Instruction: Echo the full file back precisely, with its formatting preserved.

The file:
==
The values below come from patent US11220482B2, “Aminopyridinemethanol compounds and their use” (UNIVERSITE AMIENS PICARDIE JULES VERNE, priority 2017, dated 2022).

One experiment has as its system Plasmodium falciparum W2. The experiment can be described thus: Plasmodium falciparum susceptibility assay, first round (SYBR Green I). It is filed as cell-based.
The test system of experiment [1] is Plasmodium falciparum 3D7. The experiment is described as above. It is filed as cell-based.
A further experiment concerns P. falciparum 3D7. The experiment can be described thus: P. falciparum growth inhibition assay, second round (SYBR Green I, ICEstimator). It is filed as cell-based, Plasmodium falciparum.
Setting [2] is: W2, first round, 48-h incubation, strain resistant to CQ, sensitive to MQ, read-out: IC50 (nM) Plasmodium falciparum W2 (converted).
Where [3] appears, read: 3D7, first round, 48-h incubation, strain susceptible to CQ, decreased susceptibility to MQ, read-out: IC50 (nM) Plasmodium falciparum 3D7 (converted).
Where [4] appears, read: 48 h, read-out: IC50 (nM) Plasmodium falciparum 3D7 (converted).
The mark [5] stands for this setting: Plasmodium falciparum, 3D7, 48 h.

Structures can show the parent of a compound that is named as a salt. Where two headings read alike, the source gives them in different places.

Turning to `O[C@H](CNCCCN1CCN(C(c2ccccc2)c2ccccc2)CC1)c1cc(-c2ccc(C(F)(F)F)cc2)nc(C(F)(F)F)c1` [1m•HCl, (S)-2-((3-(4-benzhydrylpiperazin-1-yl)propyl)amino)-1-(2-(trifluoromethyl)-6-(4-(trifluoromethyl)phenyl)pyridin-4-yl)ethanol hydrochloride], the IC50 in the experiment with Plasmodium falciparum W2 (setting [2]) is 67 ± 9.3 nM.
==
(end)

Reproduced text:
The values below come from patent US11220482B2, “Aminopyridinemethanol compounds and their use” (UNIVERSITE AMIENS PICARDIE JULES VERNE, priority 2017, dated 2022).

One experiment has as its system Plasmodium falciparum W2. The experiment can be described thus: Plasmodium falciparum susceptibility assay, first round (SYBR Green I). It is filed as cell-based.
The test system of experiment [1] is Plasmodium falciparum 3D7. The experiment is described as above. It is filed as cell-based.
A further experiment concerns P. falciparum 3D7. The experiment can be described thus: P. falciparum growth inhibition assay, second round (SYBR Green I, ICEstimator). It is filed as cell-based, Plasmodium falciparum.
Setting [2] is: W2, first round, 48-h incubation, strain resistant to CQ, sensitive to MQ, read-out: IC50 (nM) Plasmodium falciparum W2 (converted).
Where [3] appears, read: 3D7, first round, 48-h incubation, strain susceptible to CQ, decreased susceptibility to MQ, read-out: IC50 (nM) Plasmodium falciparum 3D7 (converted).
Where [4] appears, read: 48 h, read-out: IC50 (nM) Plasmodium falciparum 3D7 (converted).
The mark [5] stands for this setting: Plasmodium falciparum, 3D7, 48 h.

Structures can show the parent of a compound that is named as a salt. Where two headings read alike, the source gives them in different places.

Turning to `O[C@H](CNCCCN1CCN(C(c2ccccc2)c2ccccc2)CC1)c1cc(-c2ccc(C(F)(F)F)cc2)nc(C(F)(F)F)c1` [1m•HCl, (S)-2-((3-(4-benzhydrylpiperazin-1-yl)propyl)amino)-1-(2-(trifluoromethyl)-6-(4-(trifluoromethyl)phenyl)pyridin-4-yl)ethanol hydrochloride], the IC50 in the experiment with Plasmodium falciparum W2 (setting [2]) is 67 ± 9.3 nM.